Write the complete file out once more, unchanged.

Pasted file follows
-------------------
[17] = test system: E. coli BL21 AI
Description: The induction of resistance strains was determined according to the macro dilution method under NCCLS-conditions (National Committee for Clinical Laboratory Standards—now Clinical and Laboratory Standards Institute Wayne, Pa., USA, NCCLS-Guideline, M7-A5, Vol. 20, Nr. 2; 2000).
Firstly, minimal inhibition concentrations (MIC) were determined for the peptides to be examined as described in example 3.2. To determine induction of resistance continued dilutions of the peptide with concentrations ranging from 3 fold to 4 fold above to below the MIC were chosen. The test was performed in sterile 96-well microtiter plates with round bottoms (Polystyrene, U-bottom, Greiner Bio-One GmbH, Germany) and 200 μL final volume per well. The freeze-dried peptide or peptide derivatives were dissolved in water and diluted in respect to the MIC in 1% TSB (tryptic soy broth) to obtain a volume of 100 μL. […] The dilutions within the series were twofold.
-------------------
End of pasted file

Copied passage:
[17] = test system: E. coli BL21 AI
Description: The induction of resistance strains was determined according to the macro dilution method under NCCLS-conditions (National Committee for Clinical Laboratory Standards—now Clinical and Laboratory Standards Institute Wayne, Pa., USA, NCCLS-Guideline, M7-A5, Vol. 20, Nr. 2; 2000).
Firstly, minimal inhibition concentrations (MIC) were determined for the peptides to be examined as described in example 3.2. To determine induction of resistance continued dilutions of the peptide with concentrations ranging from 3 fold to 4 fold above to below the MIC were chosen. The test was performed in sterile 96-well microtiter plates with round bottoms (Polystyrene, U-bottom, Greiner Bio-One GmbH, Germany) and 200 μL final volume per well. The freeze-dried peptide or peptide derivatives were dissolved in water and diluted in respect to the MIC in 1% TSB (tryptic soy broth) to obtain a volume of 100 μL. […] The dilutions within the series were twofold.